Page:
Ferguson presents us a rare opportunity to look beyond the instant
and ask ourselves how matters really got to this stage. But it is a
moment that will quickly pass unless we notice how our attention is
being narrowly diverted from a more universal and systemic problem,
one that reaches even further than race or police brutality.
What we've been handed is the chance to notice what has happened to the
instrument that was designed to protect us from such excessive abuses of
power and how that mission has been co-opted and why, in it's now
weakened and corrupted state, it fails to prevent such things as
Ferguson from ever happening.
Four-thousand pages of testimony over one specific case can lead to little understanding of what really happened that day in Ferguson. Other than opinion wars about cops vs. us, our focus on a single event and using it as a metaphor for what ought concern us all about justice in America, permits one of the most important actors in the proliferation of injustice to sneak away—the grand jury system itself.
While we may notice, react, even boil over at times, about some "bad decision" of some particular grand jury, our failure to notice the central role of grand
juries in protecting everyone from many kinds of state
abuses of power in addition to our common understanding
of its role in providing due process in criminal
indictments, hardly gets any attention at all. Indeed,
so weakend and co-opted has the grand jury system become
thoughout the nation, that it should come as no surprise
that Fergusons happen all the time, whether we notice
them or not, or that cities like Sacramento are no more
immune from the devolution of justice through the
corruption and state control of our grand juries than
any other place in America.
While Ferguson, Sacramento, and every other jurisdiction might like to keep their grand juries out of that spotlight, the Z believes these events are a perfect time to do exactly the opposite - to shine a brighter light on something we have left all to long to its own devices, often the devices of those who have re-designed and control our grand juries to advance their own ambitions.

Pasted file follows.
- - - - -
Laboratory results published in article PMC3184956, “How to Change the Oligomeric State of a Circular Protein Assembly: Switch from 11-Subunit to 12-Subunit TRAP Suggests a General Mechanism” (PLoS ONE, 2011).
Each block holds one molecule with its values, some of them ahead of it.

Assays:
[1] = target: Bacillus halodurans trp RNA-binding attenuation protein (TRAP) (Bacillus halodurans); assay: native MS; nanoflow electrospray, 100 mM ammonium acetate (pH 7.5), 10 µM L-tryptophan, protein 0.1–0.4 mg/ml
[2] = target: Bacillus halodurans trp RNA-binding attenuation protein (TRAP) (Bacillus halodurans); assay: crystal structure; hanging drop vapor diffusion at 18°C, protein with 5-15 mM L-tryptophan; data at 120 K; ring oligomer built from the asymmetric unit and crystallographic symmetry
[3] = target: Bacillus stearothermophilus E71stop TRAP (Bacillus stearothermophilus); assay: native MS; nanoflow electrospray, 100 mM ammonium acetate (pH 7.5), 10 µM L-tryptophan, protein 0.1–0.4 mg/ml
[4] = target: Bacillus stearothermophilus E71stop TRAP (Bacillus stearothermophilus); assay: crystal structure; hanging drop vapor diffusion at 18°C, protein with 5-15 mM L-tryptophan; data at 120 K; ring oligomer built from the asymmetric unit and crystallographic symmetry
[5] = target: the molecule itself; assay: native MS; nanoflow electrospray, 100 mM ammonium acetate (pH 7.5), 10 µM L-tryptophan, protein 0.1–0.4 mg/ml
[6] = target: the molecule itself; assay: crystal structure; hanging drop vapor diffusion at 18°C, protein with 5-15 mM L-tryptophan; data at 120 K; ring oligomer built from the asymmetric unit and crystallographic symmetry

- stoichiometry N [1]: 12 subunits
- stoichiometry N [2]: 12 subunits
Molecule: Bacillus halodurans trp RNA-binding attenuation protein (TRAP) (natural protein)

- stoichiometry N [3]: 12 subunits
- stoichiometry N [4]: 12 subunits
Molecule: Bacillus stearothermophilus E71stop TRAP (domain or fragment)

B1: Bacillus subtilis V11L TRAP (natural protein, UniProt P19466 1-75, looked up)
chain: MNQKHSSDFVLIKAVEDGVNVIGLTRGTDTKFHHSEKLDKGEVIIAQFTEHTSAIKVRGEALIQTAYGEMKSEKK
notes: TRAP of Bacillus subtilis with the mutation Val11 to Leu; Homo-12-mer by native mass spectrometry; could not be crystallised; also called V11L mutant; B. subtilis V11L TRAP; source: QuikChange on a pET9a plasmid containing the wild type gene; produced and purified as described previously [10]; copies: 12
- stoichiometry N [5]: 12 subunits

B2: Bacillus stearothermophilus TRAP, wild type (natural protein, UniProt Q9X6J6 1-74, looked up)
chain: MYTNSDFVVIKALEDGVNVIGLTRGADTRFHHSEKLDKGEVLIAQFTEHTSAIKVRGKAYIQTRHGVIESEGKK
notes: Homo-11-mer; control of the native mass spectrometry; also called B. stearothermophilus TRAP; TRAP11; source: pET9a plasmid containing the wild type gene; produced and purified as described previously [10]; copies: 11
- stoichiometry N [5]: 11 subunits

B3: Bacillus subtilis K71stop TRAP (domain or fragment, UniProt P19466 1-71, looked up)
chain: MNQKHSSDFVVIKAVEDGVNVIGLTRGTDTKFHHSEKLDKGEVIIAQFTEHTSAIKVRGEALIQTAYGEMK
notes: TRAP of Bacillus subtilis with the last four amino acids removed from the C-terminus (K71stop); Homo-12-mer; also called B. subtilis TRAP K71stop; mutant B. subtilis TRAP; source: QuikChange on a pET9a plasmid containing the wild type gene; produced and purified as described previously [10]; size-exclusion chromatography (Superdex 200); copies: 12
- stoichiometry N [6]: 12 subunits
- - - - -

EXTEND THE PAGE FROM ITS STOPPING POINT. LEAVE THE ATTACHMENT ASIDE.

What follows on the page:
Occupying our grand juries, however, is quite a different matter. For it is the power of a reckless state that has siezed our grand jury system and turned it into little more than an agency to facilitate or excuse the exercise of that power. In the words of David Friege, writing for Slate Magazine (
"The Independent Grand Jury That Wasn't"
"So despite what McCulloch [the prosecutor] might want, the rage
that is spilling over in Ferguson shouldn't be focused on the
grand jury, but rather on the corrupting role of a governmental
power that has so neutered the traditional function of grand
juries that even when they are supposedly open they cannot truly
escape the long shadow of prosecutorial
Unfortunately, there is no way to address that issue but to focus directly on the grand jury system and contest the government's right to occupy what was originally and wholly intended to be a people's institution—an institution meant to prevent the state from excesses such as those we see unfolding in Ferguson with the grand jury's passive assistance. It is time we brought our grand juries out of the shadows where they have been kept hidden far too long.